Joël Richer: A rising star elevating workplace safety at Emco
Health & Safety Emco OHS Honours OHS Rising Star
OHS Rising Star
Gold: Joël Richer, Emco
Silver: Julia Kulas, Stanley Black & Decker
Silver: Shannon Montgomery, Senate of Canada
Joël Richer took an unconventional path into the world of occupational health and safety. Back in 2006, he kicked off his career in the financial sector — taking roles in the collection and compliance departments at Citi Financial while completing a master’s degree in history.
After about seven years, he shifted paths and took on a role at Emco in internal audit, focusing on operational assessments including health and safety.
“I carved my own path to the national health and safety role. And for the past five years, that’s been my number one priority,” Richer said.
This year, he was won the OHS Rising Star Award at OHS Honours, underlining the value of his innovative contributions to workplace safety.
His unique blend of financial acumen and historical insight equipped him to view health and safety from an unorthodox perspective, he said.
“If you approach health and safety with a check-the-box type of mindset, compliance does not lead to culture,” he noted.
One of the biggest accomplishments to date for Richer has been the implementation of an annual strategic planning session focused on health, safety, and wellness. He didn’t let the sheer number of locations — about 300 across Canada — stop him, using virtual meetings to spread the word.
“It’s a heavy lift, but the impact on our culture has been substantial,” he said. “I’m joined by regional managers and regional health and safety champions on these calls, forming a three-person panel that reviews business unit action planning and provides guidance on each presentation.”
The result of these sessions is a 300% increase in near miss and safety opportunity reporting over the last two years.
“We actually see near miss reporting as a positive thing,” he said, noting it is indicative of a culture where workers are not afraid to report issues and incidents.
He described these virtual meetings as the “biggest driver of culture” within Emco, with senior leadership’s full support.
Richer’s approach to wellness is multi-faceted. Rather than merely enforcing rules as a safety cop, he sees his role as a business consultant.
“We’re really not there to catch you, so to speak. We’re there to be business consultants,” he said. “We always try to put health, safety, and wellness through the lens of investing in your people as opposed to accepting the expense when someone gets injured.”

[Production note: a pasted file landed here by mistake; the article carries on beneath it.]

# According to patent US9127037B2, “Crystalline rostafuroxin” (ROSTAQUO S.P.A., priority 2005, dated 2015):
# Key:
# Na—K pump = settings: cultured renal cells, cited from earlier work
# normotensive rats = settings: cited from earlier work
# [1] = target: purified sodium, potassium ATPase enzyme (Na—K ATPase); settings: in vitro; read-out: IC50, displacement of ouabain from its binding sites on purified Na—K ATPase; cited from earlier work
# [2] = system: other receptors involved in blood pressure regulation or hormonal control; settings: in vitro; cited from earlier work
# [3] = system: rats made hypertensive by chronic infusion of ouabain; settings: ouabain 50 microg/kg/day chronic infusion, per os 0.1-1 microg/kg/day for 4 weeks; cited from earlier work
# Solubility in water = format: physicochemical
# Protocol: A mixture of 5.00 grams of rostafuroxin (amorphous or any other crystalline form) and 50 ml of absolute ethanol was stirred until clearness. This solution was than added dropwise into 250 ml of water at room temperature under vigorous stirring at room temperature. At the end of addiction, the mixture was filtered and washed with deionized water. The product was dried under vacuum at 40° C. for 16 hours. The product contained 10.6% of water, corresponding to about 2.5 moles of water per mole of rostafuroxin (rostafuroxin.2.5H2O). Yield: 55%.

One of his standout achievements is a 98% completion rate for health and safety training across the company. This he attributes to strong relationships with regional and senior leadership, a competitive scorecard system among regions, and a performance pay structure tied to health and safety KPIs.
“I tapped into Emco’s competitive culture. It’s a sales organization — nobody wants to be last in anything,” he said. “What started happening is that, year over year, certain regional managers said, ‘Hey, I want to be number one.’ They were driving that accountability deeper and deeper into the organization.”
It has created a culture where accountability is driven all the way down to the employee level, which creates grassroots engagement, he said.
He is proud of the significant decrease in lost time incident rates at Emco, primarily due to a shift in understanding the value of offering modified duties following an injury.
“The financial impact is tremendous,” Richer pointed out, referring to the reduced insurance premiums and the human element of hastening an employee’s return to work.
Mental health commitment
He’s especially proud of Emco’s award from St. John’s Ambulance for its commitment to mental health in Alberta, emphasizing that mental health is “probably the biggest threat to the organization” in a post-COVID world.
Richer also spearheaded the overhaul of Emco’s internal health and safety website, making it more dynamic and user-friendly. “It’s driving people to go to the site, and then from there, as we keep it updated, we know that those updates are being looked at,” he said.
Receiving the OHS Rising Star Award is a feather in his cap, but Richer insists that his primary motivator remains preventing life-changing injuries.
“If I can prevent one person at Emco from having a life-changing injury, it’s worth all the profit-sharing dollars in the world,” he said.
For those aspiring to make a difference in health and safety, Richer’s advice is to be creative, to “fail fast,” and to consider taking marketing and sales courses to better sell their ideas. “We are really in marketing and sales…We’re trying to sell our ideas, and you have to do it well,” he said.